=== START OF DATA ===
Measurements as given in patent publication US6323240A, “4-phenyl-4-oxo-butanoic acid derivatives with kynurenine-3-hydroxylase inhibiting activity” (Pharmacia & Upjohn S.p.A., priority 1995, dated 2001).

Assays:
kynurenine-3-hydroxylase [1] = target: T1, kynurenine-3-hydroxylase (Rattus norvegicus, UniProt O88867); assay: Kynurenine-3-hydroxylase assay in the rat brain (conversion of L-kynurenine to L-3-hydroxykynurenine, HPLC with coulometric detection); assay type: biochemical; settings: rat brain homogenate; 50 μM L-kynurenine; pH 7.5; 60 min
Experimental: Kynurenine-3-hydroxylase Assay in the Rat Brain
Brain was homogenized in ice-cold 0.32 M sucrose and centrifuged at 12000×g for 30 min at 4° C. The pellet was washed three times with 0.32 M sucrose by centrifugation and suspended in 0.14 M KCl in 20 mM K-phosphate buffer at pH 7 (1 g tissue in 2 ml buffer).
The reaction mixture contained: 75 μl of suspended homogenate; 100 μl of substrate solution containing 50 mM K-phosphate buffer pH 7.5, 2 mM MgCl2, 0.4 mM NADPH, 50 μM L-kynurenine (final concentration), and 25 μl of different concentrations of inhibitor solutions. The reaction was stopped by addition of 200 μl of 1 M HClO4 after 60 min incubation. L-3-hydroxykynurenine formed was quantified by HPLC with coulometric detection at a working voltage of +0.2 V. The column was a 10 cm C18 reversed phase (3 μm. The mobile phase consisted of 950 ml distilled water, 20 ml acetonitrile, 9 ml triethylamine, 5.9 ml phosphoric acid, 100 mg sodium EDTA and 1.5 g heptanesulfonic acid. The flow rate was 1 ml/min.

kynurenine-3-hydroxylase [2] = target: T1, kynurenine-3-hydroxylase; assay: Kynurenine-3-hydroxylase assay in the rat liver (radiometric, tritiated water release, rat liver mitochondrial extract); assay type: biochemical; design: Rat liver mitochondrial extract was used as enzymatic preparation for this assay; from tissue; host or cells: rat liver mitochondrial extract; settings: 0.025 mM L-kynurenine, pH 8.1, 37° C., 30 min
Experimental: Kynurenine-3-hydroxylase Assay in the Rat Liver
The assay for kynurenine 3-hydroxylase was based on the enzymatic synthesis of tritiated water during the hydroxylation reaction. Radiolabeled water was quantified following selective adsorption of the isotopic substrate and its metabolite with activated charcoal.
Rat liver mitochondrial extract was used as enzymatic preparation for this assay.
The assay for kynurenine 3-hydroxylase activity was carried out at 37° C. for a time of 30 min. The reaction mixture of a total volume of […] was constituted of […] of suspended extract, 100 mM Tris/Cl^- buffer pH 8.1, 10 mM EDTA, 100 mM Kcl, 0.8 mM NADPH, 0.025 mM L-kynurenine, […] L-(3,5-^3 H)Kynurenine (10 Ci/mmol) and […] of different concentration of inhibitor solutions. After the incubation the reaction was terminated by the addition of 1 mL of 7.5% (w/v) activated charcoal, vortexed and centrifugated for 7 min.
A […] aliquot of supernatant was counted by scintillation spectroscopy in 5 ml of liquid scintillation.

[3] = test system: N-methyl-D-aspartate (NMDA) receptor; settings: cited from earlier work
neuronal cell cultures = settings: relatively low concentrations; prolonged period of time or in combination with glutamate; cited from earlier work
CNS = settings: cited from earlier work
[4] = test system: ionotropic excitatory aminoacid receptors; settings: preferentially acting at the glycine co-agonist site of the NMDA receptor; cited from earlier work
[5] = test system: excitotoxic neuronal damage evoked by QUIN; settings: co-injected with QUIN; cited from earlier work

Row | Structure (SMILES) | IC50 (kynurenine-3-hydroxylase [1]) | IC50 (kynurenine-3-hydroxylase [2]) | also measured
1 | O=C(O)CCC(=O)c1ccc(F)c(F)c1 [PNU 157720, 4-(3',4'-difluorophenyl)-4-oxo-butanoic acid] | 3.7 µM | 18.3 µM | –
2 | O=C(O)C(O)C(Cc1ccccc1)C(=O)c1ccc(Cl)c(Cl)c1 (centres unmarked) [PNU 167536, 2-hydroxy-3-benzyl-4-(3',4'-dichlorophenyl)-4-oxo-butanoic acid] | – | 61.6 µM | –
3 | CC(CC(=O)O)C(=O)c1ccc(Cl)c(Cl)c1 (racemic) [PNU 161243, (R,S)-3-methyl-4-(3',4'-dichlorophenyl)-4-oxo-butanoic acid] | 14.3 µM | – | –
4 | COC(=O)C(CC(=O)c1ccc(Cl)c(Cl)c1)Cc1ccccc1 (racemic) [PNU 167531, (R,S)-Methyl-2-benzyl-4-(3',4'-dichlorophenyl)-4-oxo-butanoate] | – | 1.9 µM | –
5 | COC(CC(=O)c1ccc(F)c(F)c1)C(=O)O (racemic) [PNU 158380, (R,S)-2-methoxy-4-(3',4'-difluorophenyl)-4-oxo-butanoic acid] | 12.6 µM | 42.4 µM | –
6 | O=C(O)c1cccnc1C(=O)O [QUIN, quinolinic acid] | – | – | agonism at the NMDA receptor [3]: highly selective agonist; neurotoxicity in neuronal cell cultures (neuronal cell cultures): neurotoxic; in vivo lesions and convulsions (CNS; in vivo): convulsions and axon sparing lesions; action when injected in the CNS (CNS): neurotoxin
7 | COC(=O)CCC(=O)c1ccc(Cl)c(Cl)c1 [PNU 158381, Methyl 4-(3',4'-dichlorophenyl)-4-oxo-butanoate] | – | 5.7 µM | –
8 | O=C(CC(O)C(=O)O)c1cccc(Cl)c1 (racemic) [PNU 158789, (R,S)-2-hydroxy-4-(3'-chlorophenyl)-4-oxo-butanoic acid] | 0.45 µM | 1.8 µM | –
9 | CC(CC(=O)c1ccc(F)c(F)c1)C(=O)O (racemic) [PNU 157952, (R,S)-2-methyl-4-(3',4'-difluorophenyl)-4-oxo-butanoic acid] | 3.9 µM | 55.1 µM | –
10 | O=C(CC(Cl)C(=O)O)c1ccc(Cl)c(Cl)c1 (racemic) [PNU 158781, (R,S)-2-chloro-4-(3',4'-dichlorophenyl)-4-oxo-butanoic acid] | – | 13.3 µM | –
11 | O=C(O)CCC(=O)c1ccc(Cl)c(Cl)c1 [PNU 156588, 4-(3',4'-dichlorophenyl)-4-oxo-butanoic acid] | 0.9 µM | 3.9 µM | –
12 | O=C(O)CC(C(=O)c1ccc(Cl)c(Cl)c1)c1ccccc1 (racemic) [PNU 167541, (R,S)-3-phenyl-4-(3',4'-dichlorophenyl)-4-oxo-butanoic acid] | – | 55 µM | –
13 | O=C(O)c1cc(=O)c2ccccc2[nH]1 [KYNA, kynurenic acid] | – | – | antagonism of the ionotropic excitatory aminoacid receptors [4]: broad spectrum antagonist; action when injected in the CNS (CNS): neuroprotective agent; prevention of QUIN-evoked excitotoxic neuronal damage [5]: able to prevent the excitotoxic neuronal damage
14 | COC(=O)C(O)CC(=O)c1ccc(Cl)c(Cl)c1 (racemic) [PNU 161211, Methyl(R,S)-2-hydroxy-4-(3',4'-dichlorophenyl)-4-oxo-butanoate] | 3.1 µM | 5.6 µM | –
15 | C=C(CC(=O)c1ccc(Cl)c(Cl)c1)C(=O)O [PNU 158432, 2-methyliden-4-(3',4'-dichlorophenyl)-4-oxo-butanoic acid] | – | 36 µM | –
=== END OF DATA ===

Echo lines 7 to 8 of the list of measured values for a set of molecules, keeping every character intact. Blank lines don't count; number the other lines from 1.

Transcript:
kynurenine-3-hydroxylase [2] = target: T1, kynurenine-3-hydroxylase; assay: Kynurenine-3-hydroxylase assay in the rat liver (radiometric, tritiated water release, rat liver mitochondrial extract); assay type: biochemical; design: Rat liver mitochondrial extract was used as enzymatic preparation for this assay; from tissue; host or cells: rat liver mitochondrial extract; settings: 0.025 mM L-kynurenine, pH 8.1, 37° C., 30 min
Experimental: Kynurenine-3-hydroxylase Assay in the Rat Liver